True Parmesan cheese has a hard, gritty texture and is fruity and nutty in taste. Parmigiano Reggiano cheese is mostly grated over pastas, used in soups and risottos. It is also eaten on its own as a snack.
Fiore Sardo DOP also known as Pecorino Sardo is a raw, hard cheese made from whole sheep’s milk on the Italian island of Sardinia. The cheese is said to have originated during the Bronze Age!
The cheese is made with milk sourced from a single flock of local Sardinian breed. The cheese, after a total aging of six months, has a natural, golden-yellow to dark brown rind.
Upon slicing, the paste reveals a compact, dense, straw yellow or white colour. It is wonderfully rich in flavour, with caramel sweetness, salty tang and a hint of fruit. The spicy flavour of the cheese intensifies depending on the length of maturation
Pecorino Pepato is a raw sheep’s milk cheese dotted with black peppercorn all over the paste. Originally from Sicily, Italy, it is made in Lazio as well other parts of the world.
Pecorino Pepato is aged for about 2 to 4 months during which it develops a flaky yet creamy consistency. The salty, tangy citrusy flavours complemented by the spiciness of the peppercorns make this cheese a great table cheese.
For the pine nuts, do everything you can to try and verify that the pine nuts are from Europe or North America, not China. The species of pine found in China can leave you with a terrible case of “Pine Nut Mouth” which leaves you with a nasty metallic aftertaste for days.
Use the best local garlic you can find and of course a good mellow olive oil. Ligurian olive oil is much less peppery than Tuscan, which would overwhelm the pesto. Try a good Turkish or Israeli olive oil which I find also work well in my recipe.
My use of butter is not heretical, but is in fact used by many Italians to mellow out the flavors of the ingredients and provide ideal texture. Needless to say, use the best butter you can find. For the record and despite what you see at Olive Garden, true pesto NEVER uses cream as a base!!!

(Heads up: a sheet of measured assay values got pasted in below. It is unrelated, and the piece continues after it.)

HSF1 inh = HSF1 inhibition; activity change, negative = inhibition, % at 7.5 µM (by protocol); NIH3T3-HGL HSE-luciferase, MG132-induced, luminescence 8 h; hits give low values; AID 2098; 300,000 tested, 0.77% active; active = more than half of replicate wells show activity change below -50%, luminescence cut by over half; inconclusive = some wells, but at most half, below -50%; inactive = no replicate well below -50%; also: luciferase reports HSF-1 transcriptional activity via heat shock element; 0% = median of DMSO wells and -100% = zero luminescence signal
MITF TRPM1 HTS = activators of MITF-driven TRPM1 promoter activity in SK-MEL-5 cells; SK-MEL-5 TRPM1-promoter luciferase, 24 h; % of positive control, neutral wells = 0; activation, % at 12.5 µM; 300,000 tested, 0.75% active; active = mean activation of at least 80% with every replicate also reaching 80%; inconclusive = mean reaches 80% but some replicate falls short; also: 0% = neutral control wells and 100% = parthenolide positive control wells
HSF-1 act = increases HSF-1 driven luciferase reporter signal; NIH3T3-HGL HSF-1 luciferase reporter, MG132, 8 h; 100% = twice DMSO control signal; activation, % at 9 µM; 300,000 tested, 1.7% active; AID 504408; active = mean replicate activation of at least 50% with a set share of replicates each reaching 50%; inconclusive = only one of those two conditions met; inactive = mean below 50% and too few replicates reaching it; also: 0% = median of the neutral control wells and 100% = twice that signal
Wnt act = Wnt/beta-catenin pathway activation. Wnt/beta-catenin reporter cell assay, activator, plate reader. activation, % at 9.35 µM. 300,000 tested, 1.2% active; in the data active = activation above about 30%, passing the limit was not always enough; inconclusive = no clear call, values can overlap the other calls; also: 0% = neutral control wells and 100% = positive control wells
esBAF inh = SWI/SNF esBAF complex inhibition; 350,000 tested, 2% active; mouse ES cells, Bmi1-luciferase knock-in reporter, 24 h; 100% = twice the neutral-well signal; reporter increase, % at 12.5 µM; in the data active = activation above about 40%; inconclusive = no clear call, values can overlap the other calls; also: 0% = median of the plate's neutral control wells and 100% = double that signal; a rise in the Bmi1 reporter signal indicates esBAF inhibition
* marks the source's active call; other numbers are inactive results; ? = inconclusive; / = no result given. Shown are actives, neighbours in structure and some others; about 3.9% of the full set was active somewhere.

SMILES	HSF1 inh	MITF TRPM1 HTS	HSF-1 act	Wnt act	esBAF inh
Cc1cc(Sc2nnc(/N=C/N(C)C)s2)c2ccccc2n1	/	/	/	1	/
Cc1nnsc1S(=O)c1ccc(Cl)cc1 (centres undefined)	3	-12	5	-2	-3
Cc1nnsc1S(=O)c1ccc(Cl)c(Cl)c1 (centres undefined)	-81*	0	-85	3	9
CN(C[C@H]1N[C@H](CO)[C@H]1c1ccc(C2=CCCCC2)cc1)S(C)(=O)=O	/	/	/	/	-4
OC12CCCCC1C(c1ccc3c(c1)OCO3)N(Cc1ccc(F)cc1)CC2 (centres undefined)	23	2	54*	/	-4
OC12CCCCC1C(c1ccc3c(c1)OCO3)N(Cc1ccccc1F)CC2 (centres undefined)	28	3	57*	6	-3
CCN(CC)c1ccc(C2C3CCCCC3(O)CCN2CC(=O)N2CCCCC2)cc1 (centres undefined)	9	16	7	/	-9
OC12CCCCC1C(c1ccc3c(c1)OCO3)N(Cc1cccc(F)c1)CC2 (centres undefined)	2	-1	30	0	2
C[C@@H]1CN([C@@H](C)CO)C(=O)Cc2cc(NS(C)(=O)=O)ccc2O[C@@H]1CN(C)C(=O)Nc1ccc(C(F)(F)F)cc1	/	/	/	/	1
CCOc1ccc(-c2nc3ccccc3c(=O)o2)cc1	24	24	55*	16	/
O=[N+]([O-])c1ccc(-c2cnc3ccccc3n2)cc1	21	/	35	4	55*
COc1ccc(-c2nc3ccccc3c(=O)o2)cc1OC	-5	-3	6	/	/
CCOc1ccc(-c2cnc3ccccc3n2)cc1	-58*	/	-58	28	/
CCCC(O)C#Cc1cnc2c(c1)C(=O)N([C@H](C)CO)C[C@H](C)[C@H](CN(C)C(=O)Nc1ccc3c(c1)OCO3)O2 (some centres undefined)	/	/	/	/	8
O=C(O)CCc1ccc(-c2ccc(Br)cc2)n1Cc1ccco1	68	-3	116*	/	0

Citizens, I am very proud of this recipe, I hope you enjoy it over your favorite pasta! 🙂
Battle on – The Generalissimo
4 medium cloves garlic
Generous pinch coarse sea salt
3 ounces basil leaves (from about a 4-ounce bunch)
2 tablespoons pine nuts
2 ½ tablespoons (1 ounce) grated Parmigiano-Reggiano
2 tablespoons (1 ounce) Pecorino Fiore Sardo
½ tablespoon Pecorino Pepato (if unavailable, use Fiore Sardo)
½ cup mildly flavored extra-virgin olive oil
2 tablespoons softened top-quality butter
1. In a mortar and pestle, combine garlic and sea salt and grind to a paste.
2. Add basil leaves a handful at a time and grind against the walls of the mortar; it’s easier to use a circular grinding motion than to try to pound the leaves with the pestle. Continue until all basil leaves have been crushed to fine bits and have released their green liquid.
3. Add pine nuts and gently crush with pestle, then work into a paste with basil and garlic.
4. Add the grated cheeses and the butter and continue to use the pestle to grind into a paste.
5. Slowly drizzle in olive oil, working it into the pesto with a wooden spoon until incorporated. Pesto can be served with pasta right away, or transferred to a jar or container, covered with a small layer of olive oil, sealed, and refrigerated overnight.